Tsunami warnings were canceled in areas of Japan jolted Friday by a 7.3-magnitude earthquake, the country's Meteorological Agency said. Officials indicated there were no immediate reports of damage.
The powerful earthquake shook the northeastern coast, setting off a small tsunami and causing buildings to shake in Tokyo, 300 miles away, Voice of America reported.
Authorities said 3-foot waves rolled ashore in Miyagi prefecture -- in the same region where a massive earthquake and tsunami killed thousands of people last year.
The U.S Geological Survey said the quake struck 22 miles under the Pacific Ocean, about 152 miles southeast of Kamaishi.
Nuclear power-plant operators said they hadn't received any reports of danger at their facilities, Japan's national broadcaster HNK reported.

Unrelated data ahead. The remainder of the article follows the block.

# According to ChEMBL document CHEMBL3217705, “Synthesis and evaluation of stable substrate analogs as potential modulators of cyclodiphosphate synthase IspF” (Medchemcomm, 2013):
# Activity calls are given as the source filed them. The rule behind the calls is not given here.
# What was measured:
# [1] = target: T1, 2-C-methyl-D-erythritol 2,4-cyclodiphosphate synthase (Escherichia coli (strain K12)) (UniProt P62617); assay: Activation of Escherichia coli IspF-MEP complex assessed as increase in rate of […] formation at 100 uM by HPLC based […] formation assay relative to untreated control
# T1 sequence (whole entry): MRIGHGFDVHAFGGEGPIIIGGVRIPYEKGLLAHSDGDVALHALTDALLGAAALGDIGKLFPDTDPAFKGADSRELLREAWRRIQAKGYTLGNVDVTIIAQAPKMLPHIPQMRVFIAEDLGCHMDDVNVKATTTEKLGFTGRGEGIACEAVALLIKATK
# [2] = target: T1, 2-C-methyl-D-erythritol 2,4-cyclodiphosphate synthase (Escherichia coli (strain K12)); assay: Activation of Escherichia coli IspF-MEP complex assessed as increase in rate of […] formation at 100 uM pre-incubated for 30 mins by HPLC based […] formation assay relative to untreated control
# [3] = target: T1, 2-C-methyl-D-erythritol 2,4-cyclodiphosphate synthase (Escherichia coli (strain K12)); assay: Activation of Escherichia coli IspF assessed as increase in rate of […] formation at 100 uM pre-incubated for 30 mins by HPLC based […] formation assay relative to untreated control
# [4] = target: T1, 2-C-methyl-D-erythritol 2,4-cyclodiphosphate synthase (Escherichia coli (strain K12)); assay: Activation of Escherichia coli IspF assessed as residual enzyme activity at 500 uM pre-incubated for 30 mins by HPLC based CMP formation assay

Tohoku Electric Power Co. officials said all three reactors at the Onagawa plant in Miyagi prefecture were off-line before the quake and that another nuclear power plant in Aomori prefecture didn't show signs of stress.
Tepco officials said the quake did not affect the company's Fukushima Daiichi and Fukushima Daini nuclear plants.
A 9-magnitude earthquake followed by a gigantic tsunami in March 2011 killed more than 15,000 people and crippled the Fukushima-Daiichi plant.
Most Popular Stories
- Koch Brothers Step up Anti-Obamacare Campaign
- FDIC Sues Big Banks Over Rate Manipulation
- Vybz Kartel Convicted of Murder
- SoCalGas Reaches Record Spend on Diversity Suppliers
- FDIC Accuses Big Banks of Fraud, Conspiracy
- Stocks Close Lower Ahead of Crimea Vote
- U.S. Consumer Sentiment Falls in Early March
- Jittery Investors Dumping Russian Stocks
- Is Malaysian Airlines Flight 370 in Andaman Sea?
- Ulta Shares Look Good on Strong Q4